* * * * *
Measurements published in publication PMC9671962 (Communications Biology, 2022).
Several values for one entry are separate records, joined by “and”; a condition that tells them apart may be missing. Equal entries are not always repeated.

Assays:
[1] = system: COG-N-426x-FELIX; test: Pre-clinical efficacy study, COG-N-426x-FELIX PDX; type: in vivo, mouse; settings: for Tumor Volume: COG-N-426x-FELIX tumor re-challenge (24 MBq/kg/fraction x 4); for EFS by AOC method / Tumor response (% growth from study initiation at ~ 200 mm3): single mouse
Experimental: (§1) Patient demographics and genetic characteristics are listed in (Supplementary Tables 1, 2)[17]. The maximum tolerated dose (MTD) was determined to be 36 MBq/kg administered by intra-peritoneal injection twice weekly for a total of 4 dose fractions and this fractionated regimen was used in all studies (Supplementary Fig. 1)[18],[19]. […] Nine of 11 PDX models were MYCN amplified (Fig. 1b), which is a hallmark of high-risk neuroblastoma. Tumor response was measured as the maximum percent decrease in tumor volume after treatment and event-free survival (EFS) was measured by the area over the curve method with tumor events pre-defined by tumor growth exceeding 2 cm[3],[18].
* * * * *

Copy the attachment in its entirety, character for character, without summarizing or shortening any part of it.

Measurements published in publication PMC9671962 (Communications Biology, 2022).
Several values for one entry are separate records, joined by “and”; a condition that tells them apart may be missing. Equal entries are not always repeated.

Assays:
[1] = system: COG-N-426x-FELIX; test: Pre-clinical efficacy study, COG-N-426x-FELIX PDX; type: in vivo, mouse; settings: for Tumor Volume: COG-N-426x-FELIX tumor re-challenge (24 MBq/kg/fraction x 4); for EFS by AOC method / Tumor response (% growth from study initiation at ~ 200 mm3): single mouse
Experimental: (§1) Patient demographics and genetic characteristics are listed in (Supplementary Tables 1, 2)[17]. The maximum tolerated dose (MTD) was determined to be 36 MBq/kg administered by intra-peritoneal injection twice weekly for a total of 4 dose fractions and this fractionated regimen was used in all studies (Supplementary Fig. 1)[18],[19]. […] Nine of 11 PDX models were MYCN amplified (Fig. 1b), which is a hallmark of high-risk neuroblastoma. Tumor response was measured as the maximum percent decrease in tumor volume after treatment and event-free survival (EFS) was measured by the area over the curve method with tumor events pre-defined by tumor growth exceeding 2 cm[3],[18].